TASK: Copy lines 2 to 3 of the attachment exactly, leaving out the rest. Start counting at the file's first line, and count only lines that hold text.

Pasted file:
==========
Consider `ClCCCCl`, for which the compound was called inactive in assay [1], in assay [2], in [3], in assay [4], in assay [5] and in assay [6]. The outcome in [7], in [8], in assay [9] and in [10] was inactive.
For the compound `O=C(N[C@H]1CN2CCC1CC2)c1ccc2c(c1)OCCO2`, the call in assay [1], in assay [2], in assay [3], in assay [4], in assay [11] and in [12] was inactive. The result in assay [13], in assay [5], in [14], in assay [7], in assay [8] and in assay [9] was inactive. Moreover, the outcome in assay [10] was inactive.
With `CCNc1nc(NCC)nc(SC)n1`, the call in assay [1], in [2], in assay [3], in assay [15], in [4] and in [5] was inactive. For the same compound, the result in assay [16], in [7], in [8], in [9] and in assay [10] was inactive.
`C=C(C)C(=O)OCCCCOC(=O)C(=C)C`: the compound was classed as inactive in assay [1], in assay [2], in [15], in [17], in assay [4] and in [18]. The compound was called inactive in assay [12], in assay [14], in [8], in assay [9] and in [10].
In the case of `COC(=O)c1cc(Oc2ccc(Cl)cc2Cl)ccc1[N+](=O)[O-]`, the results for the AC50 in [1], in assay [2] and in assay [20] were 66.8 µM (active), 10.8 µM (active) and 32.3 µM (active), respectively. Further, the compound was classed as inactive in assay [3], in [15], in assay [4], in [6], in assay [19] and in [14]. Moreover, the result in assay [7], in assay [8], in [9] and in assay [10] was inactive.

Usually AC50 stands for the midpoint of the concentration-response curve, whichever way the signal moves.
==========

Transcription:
For the compound `O=C(N[C@H]1CN2CCC1CC2)c1ccc2c(c1)OCCO2`, the call in assay [1], in assay [2], in assay [3], in assay [4], in assay [11] and in [12] was inactive. The result in assay [13], in assay [5], in [14], in assay [7], in assay [8] and in assay [9] was inactive. Moreover, the outcome in assay [10] was inactive.
With `CCNc1nc(NCC)nc(SC)n1`, the call in assay [1], in [2], in assay [3], in assay [15], in [4] and in [5] was inactive. For the same compound, the result in assay [16], in [7], in [8], in [9] and in assay [10] was inactive.